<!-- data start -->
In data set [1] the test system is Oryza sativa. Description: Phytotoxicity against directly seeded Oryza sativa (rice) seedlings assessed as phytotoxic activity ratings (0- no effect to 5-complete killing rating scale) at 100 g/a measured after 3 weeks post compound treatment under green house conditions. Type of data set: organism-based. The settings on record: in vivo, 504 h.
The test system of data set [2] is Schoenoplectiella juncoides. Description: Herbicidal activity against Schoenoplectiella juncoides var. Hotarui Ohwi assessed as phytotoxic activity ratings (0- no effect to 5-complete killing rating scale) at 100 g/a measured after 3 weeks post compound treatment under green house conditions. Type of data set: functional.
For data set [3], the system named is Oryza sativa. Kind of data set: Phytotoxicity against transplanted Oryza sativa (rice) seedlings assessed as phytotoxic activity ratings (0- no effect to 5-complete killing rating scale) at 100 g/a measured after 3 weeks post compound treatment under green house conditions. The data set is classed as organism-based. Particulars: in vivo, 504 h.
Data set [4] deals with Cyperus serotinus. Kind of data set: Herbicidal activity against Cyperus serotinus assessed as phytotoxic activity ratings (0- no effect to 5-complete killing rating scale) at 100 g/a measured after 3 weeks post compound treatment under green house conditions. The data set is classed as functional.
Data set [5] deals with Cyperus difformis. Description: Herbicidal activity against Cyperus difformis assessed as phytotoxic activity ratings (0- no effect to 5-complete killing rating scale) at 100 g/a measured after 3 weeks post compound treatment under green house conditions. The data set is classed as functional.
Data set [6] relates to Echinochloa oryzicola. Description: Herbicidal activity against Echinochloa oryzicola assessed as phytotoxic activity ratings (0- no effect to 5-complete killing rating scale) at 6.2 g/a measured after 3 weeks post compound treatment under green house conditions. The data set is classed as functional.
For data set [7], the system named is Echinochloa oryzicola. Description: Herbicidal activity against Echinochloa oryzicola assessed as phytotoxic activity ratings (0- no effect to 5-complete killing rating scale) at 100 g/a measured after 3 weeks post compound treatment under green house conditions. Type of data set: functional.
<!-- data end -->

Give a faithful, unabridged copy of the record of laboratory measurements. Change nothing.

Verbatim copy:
In data set [1] the test system is Oryza sativa. Description: Phytotoxicity against directly seeded Oryza sativa (rice) seedlings assessed as phytotoxic activity ratings (0- no effect to 5-complete killing rating scale) at 100 g/a measured after 3 weeks post compound treatment under green house conditions. Type of data set: organism-based. The settings on record: in vivo, 504 h.
The test system of data set [2] is Schoenoplectiella juncoides. Description: Herbicidal activity against Schoenoplectiella juncoides var. Hotarui Ohwi assessed as phytotoxic activity ratings (0- no effect to 5-complete killing rating scale) at 100 g/a measured after 3 weeks post compound treatment under green house conditions. Type of data set: functional.
For data set [3], the system named is Oryza sativa. Kind of data set: Phytotoxicity against transplanted Oryza sativa (rice) seedlings assessed as phytotoxic activity ratings (0- no effect to 5-complete killing rating scale) at 100 g/a measured after 3 weeks post compound treatment under green house conditions. The data set is classed as organism-based. Particulars: in vivo, 504 h.
Data set [4] deals with Cyperus serotinus. Kind of data set: Herbicidal activity against Cyperus serotinus assessed as phytotoxic activity ratings (0- no effect to 5-complete killing rating scale) at 100 g/a measured after 3 weeks post compound treatment under green house conditions. The data set is classed as functional.
Data set [5] deals with Cyperus difformis. Description: Herbicidal activity against Cyperus difformis assessed as phytotoxic activity ratings (0- no effect to 5-complete killing rating scale) at 100 g/a measured after 3 weeks post compound treatment under green house conditions. The data set is classed as functional.
Data set [6] relates to Echinochloa oryzicola. Description: Herbicidal activity against Echinochloa oryzicola assessed as phytotoxic activity ratings (0- no effect to 5-complete killing rating scale) at 6.2 g/a measured after 3 weeks post compound treatment under green house conditions. The data set is classed as functional.
For data set [7], the system named is Echinochloa oryzicola. Description: Herbicidal activity against Echinochloa oryzicola assessed as phytotoxic activity ratings (0- no effect to 5-complete killing rating scale) at 100 g/a measured after 3 weeks post compound treatment under green house conditions. Type of data set: functional.